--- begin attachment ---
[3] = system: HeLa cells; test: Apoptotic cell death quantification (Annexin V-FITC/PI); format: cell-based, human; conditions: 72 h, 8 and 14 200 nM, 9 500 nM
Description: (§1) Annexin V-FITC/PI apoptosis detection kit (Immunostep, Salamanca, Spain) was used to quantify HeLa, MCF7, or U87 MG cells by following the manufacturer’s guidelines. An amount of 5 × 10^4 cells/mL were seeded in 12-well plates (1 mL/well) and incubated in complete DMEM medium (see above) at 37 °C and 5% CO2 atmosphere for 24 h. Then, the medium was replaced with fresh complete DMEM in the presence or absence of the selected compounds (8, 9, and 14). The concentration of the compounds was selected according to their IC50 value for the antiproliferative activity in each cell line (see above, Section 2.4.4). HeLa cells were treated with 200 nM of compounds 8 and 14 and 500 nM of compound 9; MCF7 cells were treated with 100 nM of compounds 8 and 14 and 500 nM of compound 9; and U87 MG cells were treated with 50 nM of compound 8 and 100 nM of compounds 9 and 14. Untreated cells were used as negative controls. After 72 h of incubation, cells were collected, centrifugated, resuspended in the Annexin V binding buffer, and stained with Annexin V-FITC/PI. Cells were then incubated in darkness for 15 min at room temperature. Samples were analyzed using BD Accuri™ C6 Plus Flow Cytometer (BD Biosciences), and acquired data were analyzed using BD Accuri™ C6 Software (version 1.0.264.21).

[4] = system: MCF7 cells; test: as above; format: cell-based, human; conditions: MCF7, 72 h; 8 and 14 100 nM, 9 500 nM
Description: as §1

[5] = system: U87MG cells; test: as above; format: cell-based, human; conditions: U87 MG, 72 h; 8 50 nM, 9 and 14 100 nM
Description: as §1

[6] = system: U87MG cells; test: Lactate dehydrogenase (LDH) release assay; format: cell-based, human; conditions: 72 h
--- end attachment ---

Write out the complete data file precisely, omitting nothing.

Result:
[3] = system: HeLa cells; test: Apoptotic cell death quantification (Annexin V-FITC/PI); format: cell-based, human; conditions: 72 h, 8 and 14 200 nM, 9 500 nM
Description: (§1) Annexin V-FITC/PI apoptosis detection kit (Immunostep, Salamanca, Spain) was used to quantify HeLa, MCF7, or U87 MG cells by following the manufacturer’s guidelines. An amount of 5 × 10^4 cells/mL were seeded in 12-well plates (1 mL/well) and incubated in complete DMEM medium (see above) at 37 °C and 5% CO2 atmosphere for 24 h. Then, the medium was replaced with fresh complete DMEM in the presence or absence of the selected compounds (8, 9, and 14). The concentration of the compounds was selected according to their IC50 value for the antiproliferative activity in each cell line (see above, Section 2.4.4). HeLa cells were treated with 200 nM of compounds 8 and 14 and 500 nM of compound 9; MCF7 cells were treated with 100 nM of compounds 8 and 14 and 500 nM of compound 9; and U87 MG cells were treated with 50 nM of compound 8 and 100 nM of compounds 9 and 14. Untreated cells were used as negative controls. After 72 h of incubation, cells were collected, centrifugated, resuspended in the Annexin V binding buffer, and stained with Annexin V-FITC/PI. Cells were then incubated in darkness for 15 min at room temperature. Samples were analyzed using BD Accuri™ C6 Plus Flow Cytometer (BD Biosciences), and acquired data were analyzed using BD Accuri™ C6 Software (version 1.0.264.21).

[4] = system: MCF7 cells; test: as above; format: cell-based, human; conditions: MCF7, 72 h; 8 and 14 100 nM, 9 500 nM
Description: as §1

[5] = system: U87MG cells; test: as above; format: cell-based, human; conditions: U87 MG, 72 h; 8 50 nM, 9 and 14 100 nM
Description: as §1

[6] = system: U87MG cells; test: Lactate dehydrogenase (LDH) release assay; format: cell-based, human; conditions: 72 h